Thank Friday it’s Lunchtime – Le Bistrot de Lagarde

Last year, when Anne and I were in the early days of Le Big Trek, we were due to ride through a village called Lagarde d’Apt (so called because there used to be a whole pile of missile silos there). We had heard whispers of a really good little restaurant there, and it crossed our minds that maybe, just maybe, we’d be able to tie the horses up and get a plate of food to eat outside while we watched them.

Imagine our disappointment when we found this :


A shabby old auberge, neglected and long-abandoned.   Too bad, we agreed, as we ate our baguette and then continued down the empty three-lane highway which had suddenly materialised in front of us (that was for the missiles, too, it turns out).


This year, I learned that we had been ever so slightly in the wrong place.  Le Bistrot de Lagarde was a mere kilometre away from where we had emerged from the woods, out onto that amazing road.

The LSH and I have been wanting to go there for ages, so when our friend Lynne called and asked if we’d like to join her and her visiting former colleagues from the US for lunch there, we jumped at the chance. We took the narrow, winding road from Rustrel towards the Plateau d’Albion and just as it opened out into that magnificent, straight three-line highway pictured above, we found the entrance to Le Bistrot de Lagarde.


A low-sized, sprawling building, with a lot of cars already parked beside it, it looked a lot more alive than that other old auberge.

We met Lynne & Co, introductions were made and we settled in for the long haul.

This place is expensive at night-time, we’ve been told, but it does a three course lunch for €18 or you can have four courses for €22.  That said, there’s a hefty supplement for one or two items, but we’ll get to that in a moment.

Our friends were already tucking into the wine but the waiter quickly brought some more, along with roasted pumpkin seeds, bread and prettily decorated butter – it had what looked like grated truffle on it, but it turned out to be dried olive.  Nice though.

We talked and nibbled and talked and drank and told the waitress we weren’t ready to order yet and talked some more.  Then we got down to the business at hand and turned our attention to the Menu du Jour.

Three of us ordered Salade de Lentilles (lentil salad), two ordered Velouté de Potimarron (Pumpkin soup) and one ordered Mousseline de Volaille (chicken mousse, but it came garnished with langoustines, those giant prawny things).

I was one of the lentil people.  It was very good, the dressing was nice and sharp, and it came with a little green salad served on the side.  It was served with a very thick vinaigrette, too, which was more like mayonnaise than vinaigrette, but to be honest I thought it didn’t need it, it was fine as it was.


It was great eating with these people.  They’re really into their food, but in a “Wow, this is amazing, you’ve got to taste it!” way and soon the dishes were flying up and down the table as we all tried a bit of everything.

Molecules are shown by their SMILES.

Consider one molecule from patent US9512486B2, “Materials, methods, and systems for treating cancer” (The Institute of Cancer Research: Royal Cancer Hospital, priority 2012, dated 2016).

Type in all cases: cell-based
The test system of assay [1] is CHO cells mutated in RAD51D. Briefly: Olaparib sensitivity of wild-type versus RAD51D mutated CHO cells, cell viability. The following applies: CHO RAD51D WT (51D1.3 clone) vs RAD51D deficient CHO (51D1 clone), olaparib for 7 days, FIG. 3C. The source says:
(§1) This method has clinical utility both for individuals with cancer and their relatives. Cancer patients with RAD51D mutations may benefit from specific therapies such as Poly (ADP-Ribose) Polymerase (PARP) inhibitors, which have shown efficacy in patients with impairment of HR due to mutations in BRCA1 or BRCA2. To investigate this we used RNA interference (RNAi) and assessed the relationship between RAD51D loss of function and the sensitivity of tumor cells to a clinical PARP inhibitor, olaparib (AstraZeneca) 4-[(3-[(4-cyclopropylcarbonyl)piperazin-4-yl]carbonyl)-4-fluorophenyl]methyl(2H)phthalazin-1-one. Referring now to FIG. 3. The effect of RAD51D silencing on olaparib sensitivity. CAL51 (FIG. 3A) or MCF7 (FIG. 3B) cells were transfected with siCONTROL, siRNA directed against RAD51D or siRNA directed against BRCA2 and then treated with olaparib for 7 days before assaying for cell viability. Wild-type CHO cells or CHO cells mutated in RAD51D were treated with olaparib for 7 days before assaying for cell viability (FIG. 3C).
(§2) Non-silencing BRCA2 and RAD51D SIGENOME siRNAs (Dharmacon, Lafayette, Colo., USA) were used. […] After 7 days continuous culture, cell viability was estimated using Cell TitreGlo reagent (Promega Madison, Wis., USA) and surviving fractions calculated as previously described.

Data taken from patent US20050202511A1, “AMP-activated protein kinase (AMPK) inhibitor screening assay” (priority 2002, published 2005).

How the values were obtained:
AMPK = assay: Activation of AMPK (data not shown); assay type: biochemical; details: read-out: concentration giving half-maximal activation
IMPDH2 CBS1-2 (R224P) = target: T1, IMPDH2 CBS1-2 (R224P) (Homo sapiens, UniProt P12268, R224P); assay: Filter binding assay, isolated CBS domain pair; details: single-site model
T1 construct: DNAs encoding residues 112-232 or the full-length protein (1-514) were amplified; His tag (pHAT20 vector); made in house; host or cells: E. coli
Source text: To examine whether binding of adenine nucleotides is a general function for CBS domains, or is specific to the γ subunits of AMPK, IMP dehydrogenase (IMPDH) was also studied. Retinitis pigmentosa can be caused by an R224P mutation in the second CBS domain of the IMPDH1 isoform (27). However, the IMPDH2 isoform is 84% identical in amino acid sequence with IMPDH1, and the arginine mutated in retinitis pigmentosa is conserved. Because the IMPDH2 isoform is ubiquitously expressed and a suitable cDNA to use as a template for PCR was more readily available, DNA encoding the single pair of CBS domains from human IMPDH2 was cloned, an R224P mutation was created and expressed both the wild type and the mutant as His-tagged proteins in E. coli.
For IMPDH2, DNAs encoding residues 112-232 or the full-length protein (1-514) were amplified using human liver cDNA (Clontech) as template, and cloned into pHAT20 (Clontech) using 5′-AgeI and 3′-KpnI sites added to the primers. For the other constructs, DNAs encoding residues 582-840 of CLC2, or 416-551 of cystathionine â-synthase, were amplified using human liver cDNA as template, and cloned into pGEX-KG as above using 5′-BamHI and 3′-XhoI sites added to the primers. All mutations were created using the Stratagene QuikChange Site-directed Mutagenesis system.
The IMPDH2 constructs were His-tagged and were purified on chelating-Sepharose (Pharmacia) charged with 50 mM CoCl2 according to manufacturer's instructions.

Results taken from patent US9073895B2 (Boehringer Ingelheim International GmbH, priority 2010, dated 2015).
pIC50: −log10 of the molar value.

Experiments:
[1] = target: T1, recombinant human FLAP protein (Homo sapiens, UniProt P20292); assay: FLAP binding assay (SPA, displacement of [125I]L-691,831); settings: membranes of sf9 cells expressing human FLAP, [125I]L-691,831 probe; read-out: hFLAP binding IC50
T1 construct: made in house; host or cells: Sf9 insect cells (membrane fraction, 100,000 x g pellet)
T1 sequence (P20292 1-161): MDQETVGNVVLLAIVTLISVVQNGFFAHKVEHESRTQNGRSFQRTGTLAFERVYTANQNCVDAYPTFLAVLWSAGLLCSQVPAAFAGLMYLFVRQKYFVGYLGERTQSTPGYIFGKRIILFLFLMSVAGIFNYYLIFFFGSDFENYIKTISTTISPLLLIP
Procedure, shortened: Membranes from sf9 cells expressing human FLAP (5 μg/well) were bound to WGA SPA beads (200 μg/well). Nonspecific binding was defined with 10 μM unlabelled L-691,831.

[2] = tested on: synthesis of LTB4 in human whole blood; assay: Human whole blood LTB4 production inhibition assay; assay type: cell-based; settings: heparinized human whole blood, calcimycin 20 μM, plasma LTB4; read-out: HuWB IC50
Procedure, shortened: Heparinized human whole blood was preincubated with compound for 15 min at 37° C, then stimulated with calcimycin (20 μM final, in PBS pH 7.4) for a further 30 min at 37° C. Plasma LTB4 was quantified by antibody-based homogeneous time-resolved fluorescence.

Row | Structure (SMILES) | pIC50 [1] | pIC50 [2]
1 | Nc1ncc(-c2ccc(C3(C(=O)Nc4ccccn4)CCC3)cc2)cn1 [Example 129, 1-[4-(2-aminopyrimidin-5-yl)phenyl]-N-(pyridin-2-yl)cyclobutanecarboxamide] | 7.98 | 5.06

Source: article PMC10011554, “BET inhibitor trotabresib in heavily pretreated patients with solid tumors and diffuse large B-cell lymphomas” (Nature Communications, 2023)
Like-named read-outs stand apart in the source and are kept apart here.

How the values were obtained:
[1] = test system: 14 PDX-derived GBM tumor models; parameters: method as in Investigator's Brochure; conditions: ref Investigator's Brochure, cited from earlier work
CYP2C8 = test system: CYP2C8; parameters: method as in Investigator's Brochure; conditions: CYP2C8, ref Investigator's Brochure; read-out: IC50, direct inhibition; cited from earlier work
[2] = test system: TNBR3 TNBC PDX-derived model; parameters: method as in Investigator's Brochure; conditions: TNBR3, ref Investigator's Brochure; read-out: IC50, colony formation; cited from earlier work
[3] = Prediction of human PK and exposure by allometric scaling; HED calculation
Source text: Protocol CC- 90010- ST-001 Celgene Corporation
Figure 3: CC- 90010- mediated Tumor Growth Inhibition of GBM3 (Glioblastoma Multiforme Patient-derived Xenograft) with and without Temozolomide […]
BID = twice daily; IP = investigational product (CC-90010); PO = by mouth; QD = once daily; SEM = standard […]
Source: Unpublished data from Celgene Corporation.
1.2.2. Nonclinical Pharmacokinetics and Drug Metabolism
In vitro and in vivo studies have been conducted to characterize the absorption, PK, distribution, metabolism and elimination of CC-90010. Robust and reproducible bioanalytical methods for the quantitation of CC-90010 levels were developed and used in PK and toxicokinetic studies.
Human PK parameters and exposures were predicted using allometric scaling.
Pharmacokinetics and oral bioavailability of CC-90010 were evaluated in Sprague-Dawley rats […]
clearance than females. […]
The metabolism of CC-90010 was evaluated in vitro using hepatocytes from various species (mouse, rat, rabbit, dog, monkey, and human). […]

The pumpkin soup was, for me, a surprising winner.  It was creamy and soupy and smooth and delicious.  Where did the beige colour come from?  Who knows!  Who cares! It was souperb!


Fish lovers declared the Mousseline de Volaille the winner, however.  I tried a bit – too much fish and not enough chicken for me.  This was one of the dishes for which there was a supplementary charge – it was €4 extra.  Fine if you’re into that sort of thing…


Then it was time for the main courses.  We turned out to be horrifically boring and five of us ordered steak.  I guess we were all craving blood, especially seeing as four of us ordered them rare.


The steaks came with a Hollandaise sauce on the side, which again I thought was superfluous, polenta chips and a fried lettuce.  Fried lettuce?  Hmm, interesting… but surprisingly good, it was really buttery.  The steaks themselves were excellent.  Cooked exactly right, tender and tasty.  Oh yes, and there was a €6 supplement for those of us who wanted to eat it.  A 33% surcharge is a bit hefty and very quickly turns a good value lunch into an fairly expensive lunch, but they were top-quality steaks and worth paying extra.

The only non-steak main was duck.  It looked quite humble but Mary, who had ordered it, was enraptured by it.


The LSH went for the four-course menu, so he was served a plate of cheese while the rest of us waited patiently.



Finally it was time for our desserts.  I went for a biscuit cornet with Mara de Bois, which is a late fruiting variety of strawberry.  It’s a hybrid between wild strawberries and the normal cultivated ones, it’s delicious and it’s a real treat at this time of the year.



The other sweet choice for dessert was a chocolate creme brulée.  This was served with light, lemony madeleines and chantilly.  The LSH had this (I couldn’t taste it because of the chocolate) and said it was excellent, but I don’t know how anything could have been better than my strawberries!



By the time we had added on supplementary charges, coffees and wine, the total came to €35 a head.  Hefty enough for lunch in this area, but a very classy meal.  

Star Rating (out of 5) : 

Service : ✮✮✮✮✮
Food : ✮✮✮✮✮
Value : ✮✮✮✮
Ambiance : ✮✮✮✮

Sorry for the prolonged silence and the lateness of this Thank Friday it’s Lunchtime.  There’s a good reason.  

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